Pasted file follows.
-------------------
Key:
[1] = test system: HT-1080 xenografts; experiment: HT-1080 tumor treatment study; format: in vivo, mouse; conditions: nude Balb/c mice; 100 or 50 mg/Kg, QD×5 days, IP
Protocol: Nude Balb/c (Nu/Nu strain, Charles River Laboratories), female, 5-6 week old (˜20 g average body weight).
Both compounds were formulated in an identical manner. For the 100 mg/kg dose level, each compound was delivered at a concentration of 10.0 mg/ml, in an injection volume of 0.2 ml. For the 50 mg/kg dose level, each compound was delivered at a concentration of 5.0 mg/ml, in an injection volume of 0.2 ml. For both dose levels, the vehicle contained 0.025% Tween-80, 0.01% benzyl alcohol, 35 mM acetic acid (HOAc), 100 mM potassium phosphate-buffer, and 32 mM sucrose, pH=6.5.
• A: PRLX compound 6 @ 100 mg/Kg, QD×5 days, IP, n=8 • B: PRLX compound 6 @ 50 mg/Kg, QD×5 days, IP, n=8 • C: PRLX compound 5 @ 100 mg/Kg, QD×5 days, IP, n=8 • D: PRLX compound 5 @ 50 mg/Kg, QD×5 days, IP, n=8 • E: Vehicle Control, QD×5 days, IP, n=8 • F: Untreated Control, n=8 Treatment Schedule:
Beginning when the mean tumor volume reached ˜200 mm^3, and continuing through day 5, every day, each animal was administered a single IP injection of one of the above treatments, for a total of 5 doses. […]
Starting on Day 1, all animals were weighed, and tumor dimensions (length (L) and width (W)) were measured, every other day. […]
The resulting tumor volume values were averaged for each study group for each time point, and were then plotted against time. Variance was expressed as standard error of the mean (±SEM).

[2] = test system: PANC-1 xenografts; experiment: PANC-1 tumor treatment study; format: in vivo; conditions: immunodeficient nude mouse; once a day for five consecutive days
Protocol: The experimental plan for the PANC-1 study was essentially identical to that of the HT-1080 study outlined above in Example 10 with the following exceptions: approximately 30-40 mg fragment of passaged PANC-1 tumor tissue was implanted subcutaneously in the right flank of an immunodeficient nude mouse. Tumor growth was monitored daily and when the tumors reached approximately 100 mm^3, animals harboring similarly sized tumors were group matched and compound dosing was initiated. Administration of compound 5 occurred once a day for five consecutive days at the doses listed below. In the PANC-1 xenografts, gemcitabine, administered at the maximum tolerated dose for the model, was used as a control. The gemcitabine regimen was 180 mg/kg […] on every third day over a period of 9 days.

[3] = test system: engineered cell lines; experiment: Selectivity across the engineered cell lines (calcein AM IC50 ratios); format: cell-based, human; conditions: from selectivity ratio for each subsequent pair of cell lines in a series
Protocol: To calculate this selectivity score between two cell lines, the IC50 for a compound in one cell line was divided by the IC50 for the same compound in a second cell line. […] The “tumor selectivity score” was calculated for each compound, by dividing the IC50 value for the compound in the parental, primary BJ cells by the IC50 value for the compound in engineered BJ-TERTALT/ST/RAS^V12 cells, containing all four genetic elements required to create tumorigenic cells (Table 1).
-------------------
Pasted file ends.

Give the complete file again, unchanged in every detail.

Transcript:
Key:
[1] = test system: HT-1080 xenografts; experiment: HT-1080 tumor treatment study; format: in vivo, mouse; conditions: nude Balb/c mice; 100 or 50 mg/Kg, QD×5 days, IP
Protocol: Nude Balb/c (Nu/Nu strain, Charles River Laboratories), female, 5-6 week old (˜20 g average body weight).
Both compounds were formulated in an identical manner. For the 100 mg/kg dose level, each compound was delivered at a concentration of 10.0 mg/ml, in an injection volume of 0.2 ml. For the 50 mg/kg dose level, each compound was delivered at a concentration of 5.0 mg/ml, in an injection volume of 0.2 ml. For both dose levels, the vehicle contained 0.025% Tween-80, 0.01% benzyl alcohol, 35 mM acetic acid (HOAc), 100 mM potassium phosphate-buffer, and 32 mM sucrose, pH=6.5.
• A: PRLX compound 6 @ 100 mg/Kg, QD×5 days, IP, n=8 • B: PRLX compound 6 @ 50 mg/Kg, QD×5 days, IP, n=8 • C: PRLX compound 5 @ 100 mg/Kg, QD×5 days, IP, n=8 • D: PRLX compound 5 @ 50 mg/Kg, QD×5 days, IP, n=8 • E: Vehicle Control, QD×5 days, IP, n=8 • F: Untreated Control, n=8 Treatment Schedule:
Beginning when the mean tumor volume reached ˜200 mm^3, and continuing through day 5, every day, each animal was administered a single IP injection of one of the above treatments, for a total of 5 doses. […]
Starting on Day 1, all animals were weighed, and tumor dimensions (length (L) and width (W)) were measured, every other day. […]
The resulting tumor volume values were averaged for each study group for each time point, and were then plotted against time. Variance was expressed as standard error of the mean (±SEM).

[2] = test system: PANC-1 xenografts; experiment: PANC-1 tumor treatment study; format: in vivo; conditions: immunodeficient nude mouse; once a day for five consecutive days
Protocol: The experimental plan for the PANC-1 study was essentially identical to that of the HT-1080 study outlined above in Example 10 with the following exceptions: approximately 30-40 mg fragment of passaged PANC-1 tumor tissue was implanted subcutaneously in the right flank of an immunodeficient nude mouse. Tumor growth was monitored daily and when the tumors reached approximately 100 mm^3, animals harboring similarly sized tumors were group matched and compound dosing was initiated. Administration of compound 5 occurred once a day for five consecutive days at the doses listed below. In the PANC-1 xenografts, gemcitabine, administered at the maximum tolerated dose for the model, was used as a control. The gemcitabine regimen was 180 mg/kg […] on every third day over a period of 9 days.

[3] = test system: engineered cell lines; experiment: Selectivity across the engineered cell lines (calcein AM IC50 ratios); format: cell-based, human; conditions: from selectivity ratio for each subsequent pair of cell lines in a series
Protocol: To calculate this selectivity score between two cell lines, the IC50 for a compound in one cell line was divided by the IC50 for the same compound in a second cell line. […] The “tumor selectivity score” was calculated for each compound, by dividing the IC50 value for the compound in the parental, primary BJ cells by the IC50 value for the compound in engineered BJ-TERTALT/ST/RAS^V12 cells, containing all four genetic elements required to create tumorigenic cells (Table 1).